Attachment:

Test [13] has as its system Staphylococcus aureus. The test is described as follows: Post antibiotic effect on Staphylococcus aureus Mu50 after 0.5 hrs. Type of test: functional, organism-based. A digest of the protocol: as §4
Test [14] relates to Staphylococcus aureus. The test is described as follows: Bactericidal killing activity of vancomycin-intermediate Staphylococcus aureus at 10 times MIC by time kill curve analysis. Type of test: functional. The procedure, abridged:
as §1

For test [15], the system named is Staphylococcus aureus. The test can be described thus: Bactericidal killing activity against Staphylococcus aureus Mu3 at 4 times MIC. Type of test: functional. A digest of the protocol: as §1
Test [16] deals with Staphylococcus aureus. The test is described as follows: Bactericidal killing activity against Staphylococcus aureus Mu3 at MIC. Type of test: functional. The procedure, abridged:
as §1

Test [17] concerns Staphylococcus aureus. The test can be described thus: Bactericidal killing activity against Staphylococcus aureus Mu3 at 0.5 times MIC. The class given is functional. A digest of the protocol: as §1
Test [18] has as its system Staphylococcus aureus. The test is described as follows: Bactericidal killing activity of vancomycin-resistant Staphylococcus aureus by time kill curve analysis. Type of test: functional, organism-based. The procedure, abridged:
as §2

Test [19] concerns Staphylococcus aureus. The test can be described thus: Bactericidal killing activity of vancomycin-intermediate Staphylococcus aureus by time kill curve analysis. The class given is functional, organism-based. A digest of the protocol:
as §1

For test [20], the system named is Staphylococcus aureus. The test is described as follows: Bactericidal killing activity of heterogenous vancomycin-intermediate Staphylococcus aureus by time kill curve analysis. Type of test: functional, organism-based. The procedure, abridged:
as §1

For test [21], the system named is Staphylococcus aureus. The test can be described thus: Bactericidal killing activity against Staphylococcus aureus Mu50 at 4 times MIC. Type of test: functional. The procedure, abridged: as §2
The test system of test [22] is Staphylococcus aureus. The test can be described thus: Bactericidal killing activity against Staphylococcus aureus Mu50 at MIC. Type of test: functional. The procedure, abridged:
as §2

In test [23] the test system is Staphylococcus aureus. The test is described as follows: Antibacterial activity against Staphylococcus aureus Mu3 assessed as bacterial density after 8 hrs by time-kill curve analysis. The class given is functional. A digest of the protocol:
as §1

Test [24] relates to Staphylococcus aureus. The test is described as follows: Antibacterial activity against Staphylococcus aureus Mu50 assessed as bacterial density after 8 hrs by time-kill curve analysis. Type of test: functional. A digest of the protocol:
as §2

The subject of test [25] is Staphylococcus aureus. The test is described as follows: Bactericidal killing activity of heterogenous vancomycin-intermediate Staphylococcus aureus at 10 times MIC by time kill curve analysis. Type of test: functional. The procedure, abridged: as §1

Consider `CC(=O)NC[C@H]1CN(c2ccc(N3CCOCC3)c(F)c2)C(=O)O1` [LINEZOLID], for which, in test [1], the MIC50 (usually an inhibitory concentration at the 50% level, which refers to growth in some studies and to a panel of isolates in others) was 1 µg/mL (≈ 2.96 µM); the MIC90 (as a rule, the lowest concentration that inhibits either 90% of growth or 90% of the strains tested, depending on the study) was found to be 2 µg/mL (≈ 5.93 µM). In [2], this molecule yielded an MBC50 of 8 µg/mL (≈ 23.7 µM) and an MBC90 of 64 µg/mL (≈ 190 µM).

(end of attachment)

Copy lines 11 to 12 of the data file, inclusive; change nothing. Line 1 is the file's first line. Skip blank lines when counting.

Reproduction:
as §1

For test [20], the system named is Staphylococcus aureus. The test is described as follows: Bactericidal killing activity of heterogenous vancomycin-intermediate Staphylococcus aureus by time kill curve analysis. Type of test: functional, organism-based. The procedure, abridged: